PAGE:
“mechanic…suggested she replace the belt (I guess serpentine belt)”
You shouldn’t be guessing, because he may have been talking about the timing belt, and ignoring/postponing that type of maintenance can be…very costly.
IIRC, Kia specifies a timing belt replacement interval of 5 years or 60k miles, whichever comes first. On that basis, while you are coming up very soon on the 60k mark, you are about 2 years overdue on the basis of elapsed time–which is just as important as the odometer mileage factor.
If this engine is of the “interference” type, when the timing belt snaps (with no warning whatsoever), pistons and valves will collide and lead to very expensive repairs.
Even if the engine is not of the interference design, when the timing belt snaps the engine immediately stalls, you lose power assist for the steering, and there will only be enough power boost for the brakes for one hard stop. Imagine if that happened…at turnpike speeds while amongst 18-wheelers…or while crossing RR tracks…or while driving through a very dicey area late at night.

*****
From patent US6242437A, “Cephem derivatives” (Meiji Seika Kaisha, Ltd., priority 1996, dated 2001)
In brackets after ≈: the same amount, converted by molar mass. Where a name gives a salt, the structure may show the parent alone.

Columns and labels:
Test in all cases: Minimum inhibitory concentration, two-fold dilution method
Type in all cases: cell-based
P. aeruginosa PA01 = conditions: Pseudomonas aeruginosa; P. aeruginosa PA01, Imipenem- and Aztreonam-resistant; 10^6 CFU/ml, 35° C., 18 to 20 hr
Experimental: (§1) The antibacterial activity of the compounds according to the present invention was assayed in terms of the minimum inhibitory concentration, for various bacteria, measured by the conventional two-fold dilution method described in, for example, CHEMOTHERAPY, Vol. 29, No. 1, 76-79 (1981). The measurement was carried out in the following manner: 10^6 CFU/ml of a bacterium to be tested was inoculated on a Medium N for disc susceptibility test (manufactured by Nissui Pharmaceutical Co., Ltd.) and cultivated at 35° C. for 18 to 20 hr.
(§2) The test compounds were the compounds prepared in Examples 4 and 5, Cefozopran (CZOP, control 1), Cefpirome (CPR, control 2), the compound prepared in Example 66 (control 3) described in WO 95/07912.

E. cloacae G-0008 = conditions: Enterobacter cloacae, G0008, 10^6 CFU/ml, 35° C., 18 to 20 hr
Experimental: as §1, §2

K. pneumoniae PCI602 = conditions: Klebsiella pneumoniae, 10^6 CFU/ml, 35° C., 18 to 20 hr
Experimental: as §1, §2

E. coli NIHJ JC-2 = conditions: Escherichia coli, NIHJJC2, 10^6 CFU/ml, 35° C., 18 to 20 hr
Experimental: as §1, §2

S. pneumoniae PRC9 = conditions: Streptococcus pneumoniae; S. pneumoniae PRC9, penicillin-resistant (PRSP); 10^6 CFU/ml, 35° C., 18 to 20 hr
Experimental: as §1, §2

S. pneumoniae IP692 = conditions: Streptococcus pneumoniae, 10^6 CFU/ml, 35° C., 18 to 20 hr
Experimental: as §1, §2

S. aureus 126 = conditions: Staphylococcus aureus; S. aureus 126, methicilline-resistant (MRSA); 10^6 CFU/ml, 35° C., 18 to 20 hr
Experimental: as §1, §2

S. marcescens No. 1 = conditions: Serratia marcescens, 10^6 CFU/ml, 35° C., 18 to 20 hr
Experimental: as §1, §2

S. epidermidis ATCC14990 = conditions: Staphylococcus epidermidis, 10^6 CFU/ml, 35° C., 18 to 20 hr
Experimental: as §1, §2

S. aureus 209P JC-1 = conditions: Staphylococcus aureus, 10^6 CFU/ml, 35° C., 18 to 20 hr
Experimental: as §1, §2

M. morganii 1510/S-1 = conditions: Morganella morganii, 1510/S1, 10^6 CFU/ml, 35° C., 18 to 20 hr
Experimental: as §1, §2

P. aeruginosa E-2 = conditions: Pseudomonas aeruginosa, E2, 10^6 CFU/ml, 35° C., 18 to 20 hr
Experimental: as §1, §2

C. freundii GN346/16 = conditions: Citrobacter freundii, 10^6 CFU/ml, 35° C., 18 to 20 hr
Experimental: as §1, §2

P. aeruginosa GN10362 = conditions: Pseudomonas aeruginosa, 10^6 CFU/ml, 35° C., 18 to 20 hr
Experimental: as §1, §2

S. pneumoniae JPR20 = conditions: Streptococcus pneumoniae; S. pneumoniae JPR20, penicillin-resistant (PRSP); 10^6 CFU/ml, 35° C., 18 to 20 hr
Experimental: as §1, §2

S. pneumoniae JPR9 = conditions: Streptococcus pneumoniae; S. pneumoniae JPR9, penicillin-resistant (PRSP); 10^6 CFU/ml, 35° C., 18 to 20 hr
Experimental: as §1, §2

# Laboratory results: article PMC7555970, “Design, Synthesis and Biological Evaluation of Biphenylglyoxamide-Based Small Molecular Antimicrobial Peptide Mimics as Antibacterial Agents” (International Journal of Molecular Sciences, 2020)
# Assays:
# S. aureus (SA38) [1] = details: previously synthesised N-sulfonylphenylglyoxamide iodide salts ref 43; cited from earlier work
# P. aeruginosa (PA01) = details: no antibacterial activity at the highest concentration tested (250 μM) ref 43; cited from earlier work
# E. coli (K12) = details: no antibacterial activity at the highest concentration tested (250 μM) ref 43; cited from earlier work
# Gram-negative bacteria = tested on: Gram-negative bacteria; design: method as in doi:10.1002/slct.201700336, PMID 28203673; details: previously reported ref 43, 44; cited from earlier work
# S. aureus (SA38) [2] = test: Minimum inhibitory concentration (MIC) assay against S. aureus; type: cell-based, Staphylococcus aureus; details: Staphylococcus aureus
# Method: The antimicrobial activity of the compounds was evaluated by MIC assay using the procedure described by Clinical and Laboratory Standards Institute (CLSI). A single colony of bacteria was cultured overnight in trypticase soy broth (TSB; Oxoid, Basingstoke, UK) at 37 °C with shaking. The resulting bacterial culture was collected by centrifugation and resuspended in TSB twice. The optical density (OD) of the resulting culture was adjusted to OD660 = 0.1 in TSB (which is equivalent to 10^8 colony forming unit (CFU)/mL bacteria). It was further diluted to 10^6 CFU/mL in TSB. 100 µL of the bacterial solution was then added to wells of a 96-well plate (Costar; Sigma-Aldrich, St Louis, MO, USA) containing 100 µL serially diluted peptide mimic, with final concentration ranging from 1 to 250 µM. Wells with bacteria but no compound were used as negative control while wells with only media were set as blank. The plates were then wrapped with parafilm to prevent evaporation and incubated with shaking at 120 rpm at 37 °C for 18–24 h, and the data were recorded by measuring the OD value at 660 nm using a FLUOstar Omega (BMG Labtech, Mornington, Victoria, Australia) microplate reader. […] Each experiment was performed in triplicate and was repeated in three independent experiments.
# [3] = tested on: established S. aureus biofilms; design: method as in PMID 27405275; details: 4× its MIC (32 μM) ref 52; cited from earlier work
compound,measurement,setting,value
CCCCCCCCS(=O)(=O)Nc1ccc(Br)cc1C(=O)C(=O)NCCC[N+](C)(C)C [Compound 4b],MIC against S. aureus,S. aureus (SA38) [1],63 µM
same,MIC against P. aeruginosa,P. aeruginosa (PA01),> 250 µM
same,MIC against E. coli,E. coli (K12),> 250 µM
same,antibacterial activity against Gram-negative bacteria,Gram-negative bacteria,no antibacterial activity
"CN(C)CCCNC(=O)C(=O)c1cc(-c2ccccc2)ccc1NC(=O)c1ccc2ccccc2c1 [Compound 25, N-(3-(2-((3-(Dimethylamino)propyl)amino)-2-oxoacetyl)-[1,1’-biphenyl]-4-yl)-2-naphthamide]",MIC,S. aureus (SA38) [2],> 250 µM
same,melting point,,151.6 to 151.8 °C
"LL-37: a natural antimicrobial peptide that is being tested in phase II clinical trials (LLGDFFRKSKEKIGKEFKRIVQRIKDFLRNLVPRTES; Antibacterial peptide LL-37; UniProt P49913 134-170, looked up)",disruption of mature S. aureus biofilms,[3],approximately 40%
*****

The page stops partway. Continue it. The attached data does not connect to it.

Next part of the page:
All of this is why timing belts should be replaced proactively by following the mfr’s guidelines. To do otherwise is…foolish…and not cost-effective, to say the least.
So…I strongly suggest that you clarify with the mechanic whether he was talking about the serpentine belt (which powers the alternator & A/C compressor), or whether he was talking about the timing belt.
If he was actually talking about the serpentine belt, ask him to point out the problem that he has observed with it. If he was talking about the timing belt, say your prayers that this overdue maintenance will not result in “big bucks” repairs before you can have it taken care of.